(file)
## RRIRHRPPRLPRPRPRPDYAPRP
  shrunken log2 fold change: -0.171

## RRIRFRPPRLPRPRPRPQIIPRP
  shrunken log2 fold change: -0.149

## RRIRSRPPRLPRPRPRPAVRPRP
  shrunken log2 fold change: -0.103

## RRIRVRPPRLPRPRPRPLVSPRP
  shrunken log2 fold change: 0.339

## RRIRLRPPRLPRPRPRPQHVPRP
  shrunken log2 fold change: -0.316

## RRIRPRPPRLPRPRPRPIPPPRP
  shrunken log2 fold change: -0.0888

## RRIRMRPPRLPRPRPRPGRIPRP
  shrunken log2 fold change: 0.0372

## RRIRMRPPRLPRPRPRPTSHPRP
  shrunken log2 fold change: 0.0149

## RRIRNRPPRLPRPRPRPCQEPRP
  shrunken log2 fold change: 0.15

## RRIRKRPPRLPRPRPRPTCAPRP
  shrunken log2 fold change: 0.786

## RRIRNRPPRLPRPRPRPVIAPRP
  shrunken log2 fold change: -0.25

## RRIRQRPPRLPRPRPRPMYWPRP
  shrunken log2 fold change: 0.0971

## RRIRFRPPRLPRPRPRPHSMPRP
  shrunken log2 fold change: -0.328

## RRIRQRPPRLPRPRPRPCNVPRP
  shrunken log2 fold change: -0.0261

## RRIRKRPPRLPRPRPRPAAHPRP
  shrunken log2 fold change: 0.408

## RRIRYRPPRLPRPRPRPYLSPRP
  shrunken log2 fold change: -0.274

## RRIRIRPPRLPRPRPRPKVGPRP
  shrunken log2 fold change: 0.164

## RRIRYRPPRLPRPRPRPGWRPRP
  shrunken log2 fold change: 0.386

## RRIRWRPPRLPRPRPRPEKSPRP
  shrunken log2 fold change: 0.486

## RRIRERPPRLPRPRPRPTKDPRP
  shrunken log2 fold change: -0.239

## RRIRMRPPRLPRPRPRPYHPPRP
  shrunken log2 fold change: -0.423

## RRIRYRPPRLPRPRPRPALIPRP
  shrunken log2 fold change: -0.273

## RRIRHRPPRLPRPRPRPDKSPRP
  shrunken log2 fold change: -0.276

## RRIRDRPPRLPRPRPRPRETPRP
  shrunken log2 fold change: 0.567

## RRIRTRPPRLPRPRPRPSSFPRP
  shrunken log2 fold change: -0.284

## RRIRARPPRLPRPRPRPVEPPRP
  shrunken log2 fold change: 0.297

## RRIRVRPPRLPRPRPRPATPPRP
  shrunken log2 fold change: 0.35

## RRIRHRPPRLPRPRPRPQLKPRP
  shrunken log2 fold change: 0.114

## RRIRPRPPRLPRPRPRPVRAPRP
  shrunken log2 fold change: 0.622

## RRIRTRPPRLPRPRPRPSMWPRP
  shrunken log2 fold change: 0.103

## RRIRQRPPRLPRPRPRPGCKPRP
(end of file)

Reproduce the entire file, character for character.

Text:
## RRIRHRPPRLPRPRPRPDYAPRP
  shrunken log2 fold change: -0.171

## RRIRFRPPRLPRPRPRPQIIPRP
  shrunken log2 fold change: -0.149

## RRIRSRPPRLPRPRPRPAVRPRP
  shrunken log2 fold change: -0.103

## RRIRVRPPRLPRPRPRPLVSPRP
  shrunken log2 fold change: 0.339

## RRIRLRPPRLPRPRPRPQHVPRP
  shrunken log2 fold change: -0.316

## RRIRPRPPRLPRPRPRPIPPPRP
  shrunken log2 fold change: -0.0888

## RRIRMRPPRLPRPRPRPGRIPRP
  shrunken log2 fold change: 0.0372

## RRIRMRPPRLPRPRPRPTSHPRP
  shrunken log2 fold change: 0.0149

## RRIRNRPPRLPRPRPRPCQEPRP
  shrunken log2 fold change: 0.15

## RRIRKRPPRLPRPRPRPTCAPRP
  shrunken log2 fold change: 0.786

## RRIRNRPPRLPRPRPRPVIAPRP
  shrunken log2 fold change: -0.25

## RRIRQRPPRLPRPRPRPMYWPRP
  shrunken log2 fold change: 0.0971

## RRIRFRPPRLPRPRPRPHSMPRP
  shrunken log2 fold change: -0.328

## RRIRQRPPRLPRPRPRPCNVPRP
  shrunken log2 fold change: -0.0261

## RRIRKRPPRLPRPRPRPAAHPRP
  shrunken log2 fold change: 0.408

## RRIRYRPPRLPRPRPRPYLSPRP
  shrunken log2 fold change: -0.274

## RRIRIRPPRLPRPRPRPKVGPRP
  shrunken log2 fold change: 0.164

## RRIRYRPPRLPRPRPRPGWRPRP
  shrunken log2 fold change: 0.386

## RRIRWRPPRLPRPRPRPEKSPRP
  shrunken log2 fold change: 0.486

## RRIRERPPRLPRPRPRPTKDPRP
  shrunken log2 fold change: -0.239

## RRIRMRPPRLPRPRPRPYHPPRP
  shrunken log2 fold change: -0.423

## RRIRYRPPRLPRPRPRPALIPRP
  shrunken log2 fold change: -0.273

## RRIRHRPPRLPRPRPRPDKSPRP
  shrunken log2 fold change: -0.276

## RRIRDRPPRLPRPRPRPRETPRP
  shrunken log2 fold change: 0.567

## RRIRTRPPRLPRPRPRPSSFPRP
  shrunken log2 fold change: -0.284

## RRIRARPPRLPRPRPRPVEPPRP
  shrunken log2 fold change: 0.297

## RRIRVRPPRLPRPRPRPATPPRP
  shrunken log2 fold change: 0.35

## RRIRHRPPRLPRPRPRPQLKPRP
  shrunken log2 fold change: 0.114

## RRIRPRPPRLPRPRPRPVRAPRP
  shrunken log2 fold change: 0.622

## RRIRTRPPRLPRPRPRPSMWPRP
  shrunken log2 fold change: 0.103

## RRIRQRPPRLPRPRPRPGCKPRP